Gonzales-Guiterrez will face Republican Robert “Dave” John in the general election. John, who did not have a primary opponent, has filed campaign finance reports with the Colorado Secretary of State’s office that show he has not received nor spent any money this year. At this time, he does not appear to have an online presence.

The seat is currently held by state Rep. Dan Pabon, (D), who cannot run for reelection.

In Colorado, all 65 House seats are up for election every two years. In the state Senate, 17 out of 35 seats are on the ballot this year. While Democrats expanded their state House majority from 34-31 in 2014 to 37-28 in 2016, Republicans won control of the state Senate in 2014 by an 18-17 majority. In 2016, Republicans maintained that slim margin, so Democrats need to gain one seat to take control of the Senate. The same seats that were up for election in 2014 are on the ballot this year.

Mavis The Bookmobile Delivers The Magic Of Reading

N Sullivan and CrewBOOKBAR OWNER NICOLE SULLIVAN with converted ambulance Mavis the Magical Bookmobile and “shop kids” Grace and Jack. Mavis is used to promote literacy and distribute thousands of donated books in northwest metro Denver. PHOTO BY KEN LUTES.

By Ken Lutes

Mavis the Magical Bookmobile is a viable component of BookBar’s continuing mission to increase literacy in the community. The refurbished ambulance no longer provides life-saving medical services, but it does promote life-changing reading opportunities through the distribution of thousands of books.

Mavis’s purpose is two-fold: to contribute to BookBar owner Nicole Sullivan’s quest to expand literacy programs and to market the importance of independent bookstores.

“I’d had the idea of a bookmobile in the back of my head for a while,” Sullivan said. “Then a while ago, we hired someone who actually had a bookmobile, and we bought it from her.”

Mavis has since received a makeover – new flooring and a red-orange paint job that sports a new logo.

“As an old ambulance, we have a bench where people can get out of the heat, and sit and talk about books and reading.”

BookBar and Mavis work with places that don’t necessarily have space to shelve or store books, like Bienvenidos Foodbank.

“That’s where Mavis can roll up, open her doors, and pass out donated books, Sullivan said. “I hope to do that sort of thing on a weekly basis. We have books in Spanish, too. There are bi-lingual schools in northwest Denver, like Sandoval, Bryant-Webster, and Valdez, and we make a point of going to those.”

This was the second year that BookBar was involved in a donation program called Local to Local. In partnership with the Rocky Mountain Chapter of The Society of Children’s Book Writers and Illustrators, “we chose and bought about 3,000 children’s books by more than a dozen local authors and gave them to school children mostly in northwest Denver, before the summer break,” Sullivan said.

To better facilitate the thousands of books donated each year to those in need, this year Sullivan created BookGive [bookbardenver.com/bookgive], the non-profit arm of BookBar. Each donation, whether cash or gently used books, is now tax deductible. She said they’ll be doing more events around the charitable organization, to get the community involved with getting books to children.

“Mavis did the Northwest Denver Book Exchange at North High in April. We received a ton of book donations – about 1,000 – and those were given away to schools for their reading programs. Next year will be our 10th year for that event.”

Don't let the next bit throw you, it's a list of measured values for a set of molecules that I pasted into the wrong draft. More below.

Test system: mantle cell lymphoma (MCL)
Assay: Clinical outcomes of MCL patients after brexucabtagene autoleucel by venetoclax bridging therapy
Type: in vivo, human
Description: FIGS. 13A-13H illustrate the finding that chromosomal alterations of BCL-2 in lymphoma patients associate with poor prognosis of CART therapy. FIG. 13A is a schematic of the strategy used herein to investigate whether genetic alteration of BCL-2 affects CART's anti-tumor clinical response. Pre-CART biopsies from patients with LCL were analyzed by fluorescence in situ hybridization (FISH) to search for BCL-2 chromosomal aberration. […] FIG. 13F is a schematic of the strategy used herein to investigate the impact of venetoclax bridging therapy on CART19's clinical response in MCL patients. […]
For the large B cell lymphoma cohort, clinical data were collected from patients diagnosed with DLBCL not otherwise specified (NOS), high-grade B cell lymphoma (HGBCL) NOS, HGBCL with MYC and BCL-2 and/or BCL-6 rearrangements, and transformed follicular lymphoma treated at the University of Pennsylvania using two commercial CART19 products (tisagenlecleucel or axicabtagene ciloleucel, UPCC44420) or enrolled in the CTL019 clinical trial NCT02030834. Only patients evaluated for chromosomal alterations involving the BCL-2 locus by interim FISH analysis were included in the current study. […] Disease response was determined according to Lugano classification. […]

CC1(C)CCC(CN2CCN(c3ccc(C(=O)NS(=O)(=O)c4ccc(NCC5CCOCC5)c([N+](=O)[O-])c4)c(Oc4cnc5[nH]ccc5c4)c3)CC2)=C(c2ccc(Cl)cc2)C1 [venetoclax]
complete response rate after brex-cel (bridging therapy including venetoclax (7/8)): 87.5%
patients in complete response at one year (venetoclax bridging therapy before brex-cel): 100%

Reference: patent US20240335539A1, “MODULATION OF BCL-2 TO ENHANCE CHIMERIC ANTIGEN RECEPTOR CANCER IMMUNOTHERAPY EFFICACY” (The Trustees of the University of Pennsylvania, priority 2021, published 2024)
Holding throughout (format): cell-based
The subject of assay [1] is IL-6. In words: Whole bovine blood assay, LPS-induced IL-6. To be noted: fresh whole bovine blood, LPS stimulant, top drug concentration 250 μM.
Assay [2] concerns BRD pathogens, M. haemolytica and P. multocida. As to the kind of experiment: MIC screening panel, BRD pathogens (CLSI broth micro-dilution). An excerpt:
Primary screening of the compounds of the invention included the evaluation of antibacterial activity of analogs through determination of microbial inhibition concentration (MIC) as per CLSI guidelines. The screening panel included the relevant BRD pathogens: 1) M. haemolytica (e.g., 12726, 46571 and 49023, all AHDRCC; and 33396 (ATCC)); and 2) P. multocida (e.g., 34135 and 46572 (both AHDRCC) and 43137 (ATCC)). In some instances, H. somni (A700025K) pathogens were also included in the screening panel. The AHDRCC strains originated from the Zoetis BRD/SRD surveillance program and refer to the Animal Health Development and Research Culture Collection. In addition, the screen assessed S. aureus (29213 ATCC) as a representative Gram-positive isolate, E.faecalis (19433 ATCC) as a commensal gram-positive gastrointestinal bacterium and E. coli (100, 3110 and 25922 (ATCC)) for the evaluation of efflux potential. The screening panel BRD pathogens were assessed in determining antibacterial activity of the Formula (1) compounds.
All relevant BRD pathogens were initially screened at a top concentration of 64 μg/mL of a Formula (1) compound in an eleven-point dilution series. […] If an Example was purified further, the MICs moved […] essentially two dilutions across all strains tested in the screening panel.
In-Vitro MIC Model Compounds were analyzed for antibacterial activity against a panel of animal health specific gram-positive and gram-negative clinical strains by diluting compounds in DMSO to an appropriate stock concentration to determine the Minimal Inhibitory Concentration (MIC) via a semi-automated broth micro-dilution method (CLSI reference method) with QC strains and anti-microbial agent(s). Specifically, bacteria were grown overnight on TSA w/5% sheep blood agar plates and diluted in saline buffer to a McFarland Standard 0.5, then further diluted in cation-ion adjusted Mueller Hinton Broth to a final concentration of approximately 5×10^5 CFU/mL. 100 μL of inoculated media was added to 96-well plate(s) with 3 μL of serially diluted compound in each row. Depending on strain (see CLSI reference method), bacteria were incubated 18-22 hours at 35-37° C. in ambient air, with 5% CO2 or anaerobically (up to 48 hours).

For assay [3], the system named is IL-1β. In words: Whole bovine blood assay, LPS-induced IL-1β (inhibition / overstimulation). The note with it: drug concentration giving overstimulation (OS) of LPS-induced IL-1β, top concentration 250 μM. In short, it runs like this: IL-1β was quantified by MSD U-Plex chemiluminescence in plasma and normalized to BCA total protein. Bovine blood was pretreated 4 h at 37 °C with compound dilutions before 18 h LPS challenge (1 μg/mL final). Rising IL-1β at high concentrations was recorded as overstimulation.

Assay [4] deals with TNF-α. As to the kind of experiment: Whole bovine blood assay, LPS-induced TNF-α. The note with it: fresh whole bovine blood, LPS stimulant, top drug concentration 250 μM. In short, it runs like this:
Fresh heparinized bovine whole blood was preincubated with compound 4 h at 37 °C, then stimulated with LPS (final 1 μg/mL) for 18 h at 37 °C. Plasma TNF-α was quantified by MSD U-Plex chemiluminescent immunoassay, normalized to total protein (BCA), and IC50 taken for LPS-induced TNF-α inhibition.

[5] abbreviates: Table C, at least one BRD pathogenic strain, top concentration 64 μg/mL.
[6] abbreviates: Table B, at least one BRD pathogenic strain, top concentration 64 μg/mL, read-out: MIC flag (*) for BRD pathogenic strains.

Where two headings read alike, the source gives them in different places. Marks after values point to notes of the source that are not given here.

BookBar also partners with Denver Public Library’s Smiley branch, in Berkeley, for a summer reading program.

“After the program, kids can come down and get a discounted lunch with us.”

Sullivan’s donation programs focus mostly on lower elementary and middle school-aged children, “but we don’t want it to end there,” she said.

“I once did a donation event with a local author, and we got into a pedi-cab and gave away books to homeless people up and down 16th Street Mall. They were so grateful and excited to receive the book. I keep thinking about that, the potential we have for Mavis to get books to everybody. Adults need books, too.”

Non-profit recipients of BookGive include Colorado Coalition for the Homeless, Mount Saint Vincent Home and The Gathering Place, among others.

Anyone with books to donate to any of the Mavis programs can bring them to BookBar, 4280 Tennyson St., or to any Mavis event – she’ll be at Sunnyside Music Festival on Sept. 8.

Sullivan wants to let people know that there are plenty of “book desert” neighborhoods in metro Denver, with no independent bookstores.

“We want to keep reminding people that if they don’t have a bookstore nearby, they can order online from a local independent bookstore. This is another purpose for Mavis, to get the word out that people can give back to their local community rather than to a wealthy billionaire.”

BookBar collaborates with other regional bookstores, such as The Tattered Cover, Boulder Book Store and Old Firehouse Books in Fort Collins, and can use Mavis to shuttle visiting authors between book shops or various locations where they’ll be speaking.

When she’s not at a book event, Mavis can be found behind the store, where she is used for kids’ storytime events and birthday parties.

BookBar Launches Free Book Club Website

“To this day, one of the questions people most often ask is whether we know of any book clubs they could join,” Sullivan said. “I built a website to answer that question.”

A free nation-wide service, ReadTribe.com, will connect readers to book clubs in their area.

“It’s like Match.com, but for book clubs, so people can find the right book club for their reading style. Each book club that registers is required to link to a local independent bookstore; that keeps the whole book ecosystem locally connected.”

The hard launch for the website will be July 21.

Sullivan says the next step is to register as many independent bookstores as possible, so they can get the word out to their customers.

“This is my biggest baby since [opening] BookBar. I’ve been working on it for years.

“I think the reason why the written word so important to people, and why I’m so passionate about books in general, is because when you read a book, you put yourself into someone else’s shoes, into their feelings and their heart and soul, and you’re able to view someone else’s experience in no other way possible. I feel strongly it makes us better people.”

For more information about Mavis, BookGive and ReadTribe, visit bookbardenver.com.